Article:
India v. China v. Everyone Else: The Battle For The Future Begins (And Ends?) In Asia
Two Asian giants are facing each other: China, whose economic and military power is no longer in doubt, and India, whose weapon is demography and who dreams of being the equal of its Chinese rival. The effects will reverberate everywhere.
PARIS — The 21st century will be Asian. There's a virtual consensus around this statement. But which Asia are we talking about? For some time now, the question has been raised: Chinese Asia or Indian Asia? Does the rivalry between the two Asian giants risk jeopardizing the prospects of the Asian continent?
At the end of June, during an international conference held in a big hotel on the French Riviera, I was able to witness first-hand — as a privileged observer — the fierce but nonetheless "muscular" exchanges between Indians and Chinese.
"At the end of this century, given the respective demographic trends of our two countries, there will be 650 million more Indians than Chinese," said one Indian delegate.
A Chinese delegate responded with the same matter-of-factness: "With a simple 2% growth rate, China will create in 10 years the equivalent of India's wealth."
Not surprisingly, the Indians put forward the demographic might, the Chinese the economic one.
As witnesses to an exchange that exists, at least in part, only because of their absolute or relative decline, Westerners present could only keep score. In terms of confidence, the advantage was clearly on the Chinese side, but in terms of energy and dynamism, it was on the Indian side.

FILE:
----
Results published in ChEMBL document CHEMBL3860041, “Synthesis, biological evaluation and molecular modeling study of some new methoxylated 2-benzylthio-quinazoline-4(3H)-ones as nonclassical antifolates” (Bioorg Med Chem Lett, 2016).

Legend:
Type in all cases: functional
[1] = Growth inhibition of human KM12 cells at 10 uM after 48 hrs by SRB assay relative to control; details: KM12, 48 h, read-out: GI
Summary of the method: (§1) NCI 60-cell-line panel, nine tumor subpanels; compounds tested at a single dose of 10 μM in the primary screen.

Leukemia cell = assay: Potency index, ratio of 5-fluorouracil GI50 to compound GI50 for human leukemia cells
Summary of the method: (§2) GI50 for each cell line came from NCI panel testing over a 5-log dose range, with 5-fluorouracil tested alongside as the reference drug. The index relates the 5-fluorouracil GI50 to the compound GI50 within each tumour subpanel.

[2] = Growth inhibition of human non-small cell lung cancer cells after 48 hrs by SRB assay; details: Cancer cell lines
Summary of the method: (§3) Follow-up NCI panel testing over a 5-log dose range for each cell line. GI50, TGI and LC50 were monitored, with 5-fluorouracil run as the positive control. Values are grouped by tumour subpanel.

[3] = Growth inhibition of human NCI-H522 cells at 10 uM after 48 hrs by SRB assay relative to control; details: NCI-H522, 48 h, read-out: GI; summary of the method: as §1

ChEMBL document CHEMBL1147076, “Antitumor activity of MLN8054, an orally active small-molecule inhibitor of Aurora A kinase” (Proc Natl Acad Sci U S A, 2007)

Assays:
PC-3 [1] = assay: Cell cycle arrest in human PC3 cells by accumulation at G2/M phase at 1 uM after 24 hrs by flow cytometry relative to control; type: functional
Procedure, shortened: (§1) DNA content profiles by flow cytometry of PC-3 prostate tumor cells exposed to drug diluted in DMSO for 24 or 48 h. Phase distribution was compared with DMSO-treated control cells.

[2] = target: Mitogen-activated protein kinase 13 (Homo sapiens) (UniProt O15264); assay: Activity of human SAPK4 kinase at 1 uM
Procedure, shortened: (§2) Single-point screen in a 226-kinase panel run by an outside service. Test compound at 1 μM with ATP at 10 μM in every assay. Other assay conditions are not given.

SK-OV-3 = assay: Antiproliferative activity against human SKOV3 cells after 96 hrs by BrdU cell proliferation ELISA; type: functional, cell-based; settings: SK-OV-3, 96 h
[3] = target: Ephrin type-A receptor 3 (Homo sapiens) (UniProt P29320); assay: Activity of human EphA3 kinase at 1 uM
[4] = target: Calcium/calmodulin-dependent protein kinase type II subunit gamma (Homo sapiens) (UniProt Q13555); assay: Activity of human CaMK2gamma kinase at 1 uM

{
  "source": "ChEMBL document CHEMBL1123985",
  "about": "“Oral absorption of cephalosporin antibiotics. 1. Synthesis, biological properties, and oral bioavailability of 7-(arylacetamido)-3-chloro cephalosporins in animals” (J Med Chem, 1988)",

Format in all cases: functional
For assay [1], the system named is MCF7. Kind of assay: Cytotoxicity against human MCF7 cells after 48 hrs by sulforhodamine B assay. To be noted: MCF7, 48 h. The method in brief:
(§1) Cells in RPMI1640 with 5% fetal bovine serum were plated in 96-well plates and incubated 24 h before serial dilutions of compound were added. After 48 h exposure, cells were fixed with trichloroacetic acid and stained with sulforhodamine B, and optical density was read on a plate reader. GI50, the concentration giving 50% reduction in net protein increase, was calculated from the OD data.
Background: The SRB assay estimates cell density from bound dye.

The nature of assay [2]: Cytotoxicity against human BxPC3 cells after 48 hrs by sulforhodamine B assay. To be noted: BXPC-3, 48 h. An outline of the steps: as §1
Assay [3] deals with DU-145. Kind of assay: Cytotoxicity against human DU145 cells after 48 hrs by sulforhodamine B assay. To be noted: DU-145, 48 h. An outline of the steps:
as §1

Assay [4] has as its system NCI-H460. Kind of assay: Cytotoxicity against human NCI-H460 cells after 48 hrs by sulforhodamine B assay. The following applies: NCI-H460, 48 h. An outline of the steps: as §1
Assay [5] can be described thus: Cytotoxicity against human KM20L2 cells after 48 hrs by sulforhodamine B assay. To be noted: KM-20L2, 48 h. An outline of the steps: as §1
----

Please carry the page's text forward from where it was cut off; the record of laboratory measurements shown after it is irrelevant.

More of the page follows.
In fact, it's fair to say that Indians today behave as the Chinese did some 20 years ago. With more sensitivity, however. They are not heirs to the Middle Kingdom, but descendants of the Raj period (the British Empire) and before that of the Muslim Moghul Empire. If the Indians are told that they have a great future ahead of them at the head of the Global South, they get angry, considering this denomination almost insulting.
"The South means underdevelopment, misery, in a word, failure." How can they be included in this part of the world? They are neither East, nor West, nor South; they are themselves, unique, incomparable, representing a subcontinent whose time has finally come.
The Indians present at the meeting would not accept the slightest criticism either. If anyone raised the idea that Prime Minister Narendra Modi's religious nationalism could be an obstacle to the success of India's ambition, by excluding Muslim citizens from this project, they would get angry.
"These are theses propagated by newspapers, like the New York Times, which understand nothing about India and only convey Western prejudices, as if their only aim were to proclaim, quite wrongly, the superiority of their system, which is nonetheless in decline," said some of them.
Construction site of the China Hydraulic Science and Technology Museum in Huai an City, Jiangsu Province, China
Scars of the colonial past